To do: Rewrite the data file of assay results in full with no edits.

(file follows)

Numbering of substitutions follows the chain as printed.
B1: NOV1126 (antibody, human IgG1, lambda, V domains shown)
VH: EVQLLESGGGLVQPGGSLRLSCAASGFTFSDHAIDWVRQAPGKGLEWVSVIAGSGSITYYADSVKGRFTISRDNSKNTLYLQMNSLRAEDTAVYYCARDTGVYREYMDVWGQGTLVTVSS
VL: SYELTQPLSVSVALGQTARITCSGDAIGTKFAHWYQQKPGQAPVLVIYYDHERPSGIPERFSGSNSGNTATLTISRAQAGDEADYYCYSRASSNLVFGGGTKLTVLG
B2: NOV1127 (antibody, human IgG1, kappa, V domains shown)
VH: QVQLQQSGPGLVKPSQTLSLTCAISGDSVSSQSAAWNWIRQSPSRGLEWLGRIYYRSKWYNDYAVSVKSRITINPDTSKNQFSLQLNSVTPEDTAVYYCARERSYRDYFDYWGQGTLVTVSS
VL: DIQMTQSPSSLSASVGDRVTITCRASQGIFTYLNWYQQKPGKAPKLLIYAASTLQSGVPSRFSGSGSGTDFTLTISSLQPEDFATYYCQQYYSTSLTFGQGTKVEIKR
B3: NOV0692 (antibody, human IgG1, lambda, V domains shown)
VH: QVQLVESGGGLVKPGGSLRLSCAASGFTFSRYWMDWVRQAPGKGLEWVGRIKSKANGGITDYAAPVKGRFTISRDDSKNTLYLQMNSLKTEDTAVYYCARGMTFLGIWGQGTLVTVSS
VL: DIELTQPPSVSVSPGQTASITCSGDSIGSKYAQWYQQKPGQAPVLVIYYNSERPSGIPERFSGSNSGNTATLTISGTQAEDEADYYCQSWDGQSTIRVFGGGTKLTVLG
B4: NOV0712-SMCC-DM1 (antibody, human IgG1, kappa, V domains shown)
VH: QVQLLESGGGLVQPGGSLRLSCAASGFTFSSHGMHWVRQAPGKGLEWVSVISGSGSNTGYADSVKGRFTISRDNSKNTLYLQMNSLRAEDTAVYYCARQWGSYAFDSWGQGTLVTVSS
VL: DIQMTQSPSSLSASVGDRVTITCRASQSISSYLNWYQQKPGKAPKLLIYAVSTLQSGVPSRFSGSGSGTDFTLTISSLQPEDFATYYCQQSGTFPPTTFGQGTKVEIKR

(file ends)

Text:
Numbering of substitutions follows the chain as printed.
B1: NOV1126 (antibody, human IgG1, lambda, V domains shown)
VH: EVQLLESGGGLVQPGGSLRLSCAASGFTFSDHAIDWVRQAPGKGLEWVSVIAGSGSITYYADSVKGRFTISRDNSKNTLYLQMNSLRAEDTAVYYCARDTGVYREYMDVWGQGTLVTVSS
VL: SYELTQPLSVSVALGQTARITCSGDAIGTKFAHWYQQKPGQAPVLVIYYDHERPSGIPERFSGSNSGNTATLTISRAQAGDEADYYCYSRASSNLVFGGGTKLTVLG
B2: NOV1127 (antibody, human IgG1, kappa, V domains shown)
VH: QVQLQQSGPGLVKPSQTLSLTCAISGDSVSSQSAAWNWIRQSPSRGLEWLGRIYYRSKWYNDYAVSVKSRITINPDTSKNQFSLQLNSVTPEDTAVYYCARERSYRDYFDYWGQGTLVTVSS
VL: DIQMTQSPSSLSASVGDRVTITCRASQGIFTYLNWYQQKPGKAPKLLIYAASTLQSGVPSRFSGSGSGTDFTLTISSLQPEDFATYYCQQYYSTSLTFGQGTKVEIKR
B3: NOV0692 (antibody, human IgG1, lambda, V domains shown)
VH: QVQLVESGGGLVKPGGSLRLSCAASGFTFSRYWMDWVRQAPGKGLEWVGRIKSKANGGITDYAAPVKGRFTISRDDSKNTLYLQMNSLKTEDTAVYYCARGMTFLGIWGQGTLVTVSS
VL: DIELTQPPSVSVSPGQTASITCSGDSIGSKYAQWYQQKPGQAPVLVIYYNSERPSGIPERFSGSNSGNTATLTISGTQAEDEADYYCQSWDGQSTIRVFGGGTKLTVLG
B4: NOV0712-SMCC-DM1 (antibody, human IgG1, kappa, V domains shown)
VH: QVQLLESGGGLVQPGGSLRLSCAASGFTFSSHGMHWVRQAPGKGLEWVSVISGSGSNTGYADSVKGRFTISRDNSKNTLYLQMNSLRAEDTAVYYCARQWGSYAFDSWGQGTLVTVSS
VL: DIQMTQSPSSLSASVGDRVTITCRASQSISSYLNWYQQKPGKAPKLLIYAVSTLQSGVPSRFSGSGSGTDFTLTISSLQPEDFATYYCQQSGTFPPTTFGQGTKVEIKR